Israeli Court Rules Accused Pedophile Malka Leifer Be Extradited to Australia

Earlier this month, the Supreme Court ruled Malka Leifer is fit to stand trial. The former headmistress of a Jewish school is charged in Australia with 74 counts of rape and other sexual offences

Aaron Rabinowitz
Aaron Rabinowitz
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Malka Leifer is brought to a courtroom in Jerusalem. Leifer is wanted in Australia for 74 charges of sexual assault and the country's request for her extradition has been delayed for years.
Malka Leifer is brought to a courtroom in Jerusalem. Leifer is wanted in Australia for 74 charges of sexual assault and the country's request for her extradition has been delayed for years. Credit: AHMAD GHARABLI - AFP
Aaron Rabinowitz
Aaron Rabinowitz

An Israeli court decided Monday morning that accused pedophile Malka Leifer be extradited to Australia.

Leifer fled to Israel in 2008 after being indicted in Australia for 74 counts of rape, sexual assault and sexual abuse of three sisters who were her students while she served as the headmistress of a Jewish school in Australia.

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The court said that the expert panel created to assess Leifer's mental state had concluded that she was clearly lying about her ability to stand trial. 

Leifer's accuser said in a video chat outside the court that justice had been served. "Leifer was free after 2016, and we thought we would have no voice," said one of them. "But for three years, we worked so hard and found our voice, and this is where we are today." Another sister said that "this isn't just for us. It's for every survivor who fought for justice, and it's for every survivor who refuses to be silent. This is a victory for everyone."

Early this month, the country's top court rejected an appeal by Leifer against her extradition, ruling that she was fit to stand trial and removing the final legal hurdles blocking her extradition process after years of stalled proceedings.

The Zionist Federation of Australia welcomed news of the court decision, calling it "long overdue." Jeremy Leibler, chairman of the group, said that "Leifer ought to accept this decision without further needless appeals and face her accusers in an Australian court."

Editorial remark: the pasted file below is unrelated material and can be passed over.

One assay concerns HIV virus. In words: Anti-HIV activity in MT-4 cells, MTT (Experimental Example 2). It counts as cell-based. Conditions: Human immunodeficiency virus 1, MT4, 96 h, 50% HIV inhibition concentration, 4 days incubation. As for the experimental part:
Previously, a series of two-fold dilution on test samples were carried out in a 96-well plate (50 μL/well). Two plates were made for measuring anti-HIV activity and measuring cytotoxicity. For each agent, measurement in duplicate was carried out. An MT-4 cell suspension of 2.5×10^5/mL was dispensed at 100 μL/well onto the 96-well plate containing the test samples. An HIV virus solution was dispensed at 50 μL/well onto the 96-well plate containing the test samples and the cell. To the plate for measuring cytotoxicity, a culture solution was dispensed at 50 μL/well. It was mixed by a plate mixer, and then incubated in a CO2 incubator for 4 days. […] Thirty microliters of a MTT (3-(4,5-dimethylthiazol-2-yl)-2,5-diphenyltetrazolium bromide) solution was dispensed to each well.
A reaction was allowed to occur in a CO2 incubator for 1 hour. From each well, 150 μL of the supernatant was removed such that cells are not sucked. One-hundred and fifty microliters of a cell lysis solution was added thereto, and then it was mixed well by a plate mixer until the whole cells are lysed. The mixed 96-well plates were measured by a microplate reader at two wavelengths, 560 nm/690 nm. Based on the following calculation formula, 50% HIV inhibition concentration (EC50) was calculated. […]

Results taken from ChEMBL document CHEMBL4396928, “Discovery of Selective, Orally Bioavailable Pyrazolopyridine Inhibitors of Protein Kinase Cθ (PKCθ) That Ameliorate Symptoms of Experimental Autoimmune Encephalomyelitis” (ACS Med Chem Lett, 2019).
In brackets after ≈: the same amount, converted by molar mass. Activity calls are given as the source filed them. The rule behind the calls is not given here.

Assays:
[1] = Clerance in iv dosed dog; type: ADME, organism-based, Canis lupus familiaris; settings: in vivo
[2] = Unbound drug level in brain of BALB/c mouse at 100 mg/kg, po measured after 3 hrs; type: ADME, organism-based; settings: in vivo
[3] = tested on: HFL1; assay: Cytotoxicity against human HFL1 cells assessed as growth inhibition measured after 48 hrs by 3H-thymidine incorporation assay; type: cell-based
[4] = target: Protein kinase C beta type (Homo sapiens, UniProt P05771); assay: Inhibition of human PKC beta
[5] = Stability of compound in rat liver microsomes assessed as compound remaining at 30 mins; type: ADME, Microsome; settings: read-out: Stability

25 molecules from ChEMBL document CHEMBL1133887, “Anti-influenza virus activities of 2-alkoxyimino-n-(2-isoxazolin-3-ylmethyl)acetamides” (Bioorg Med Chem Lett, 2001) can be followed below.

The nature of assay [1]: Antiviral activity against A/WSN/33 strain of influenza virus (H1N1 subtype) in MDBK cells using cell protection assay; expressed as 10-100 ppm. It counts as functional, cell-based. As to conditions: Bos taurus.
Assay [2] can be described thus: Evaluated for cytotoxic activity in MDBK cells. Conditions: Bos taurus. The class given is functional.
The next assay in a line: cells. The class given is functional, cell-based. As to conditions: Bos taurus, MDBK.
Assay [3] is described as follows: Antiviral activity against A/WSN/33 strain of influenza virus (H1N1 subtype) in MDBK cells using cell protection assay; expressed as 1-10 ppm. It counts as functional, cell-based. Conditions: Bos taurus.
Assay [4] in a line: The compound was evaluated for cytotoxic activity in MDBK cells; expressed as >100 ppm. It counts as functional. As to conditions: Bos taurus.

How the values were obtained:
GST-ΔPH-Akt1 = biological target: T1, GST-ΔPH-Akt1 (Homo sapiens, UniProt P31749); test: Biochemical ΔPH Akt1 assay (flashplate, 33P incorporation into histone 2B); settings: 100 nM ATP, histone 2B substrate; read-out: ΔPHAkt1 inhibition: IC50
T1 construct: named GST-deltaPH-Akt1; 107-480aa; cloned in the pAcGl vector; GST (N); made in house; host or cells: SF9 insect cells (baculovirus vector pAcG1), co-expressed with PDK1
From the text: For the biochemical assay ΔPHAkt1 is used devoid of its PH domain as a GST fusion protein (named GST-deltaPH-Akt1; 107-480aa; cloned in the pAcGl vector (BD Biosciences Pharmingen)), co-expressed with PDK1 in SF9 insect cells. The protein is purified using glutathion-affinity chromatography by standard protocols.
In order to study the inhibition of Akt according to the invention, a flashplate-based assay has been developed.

A statement from the ZFA noted that Leifer's alleged victims have "seen Leifer fake mental health issues, they have seen bizarre court decisions, and they have seen an alleged criminal interference by a member of the Israeli cabinet." This is a reference to then-Health Minister Yaakov Litzman, who police recommended indicting for bribery and breach of trust over the Leifer affair. 

A statement by Kol V'Oz, an advocacy group for survivors of child sexual assault, said that even Leifer and the school where she taught "could not have foreseen the extent to which certain ultra-Orthodox Jewish communities in Israel and around the world would go to protect an accused pedophile and how the failures of the Israeli justice system would help them in their quest for an alleged pedophile to avoid justice."

Leifer was located by police in 2014 and has since claimed that she is mentally unfit to stand trial, and in doing so, halted her extradition process.

During the lengthy legal process in which Leifer's lawyers argued that she was unfit to stand trial, she was deemed mentally unwell for some time and released from custody, angering Australian officials and much of that country's public. 

Police rearrested her after being tipped off by private investigators for Jewish Community Watch, an advocacy group for Jewish survivors of child sexual assault, who caught her on videotape appearing stable and interacting normally with neighbors and shopkeepers.

Judy Maltz contributed to this report.

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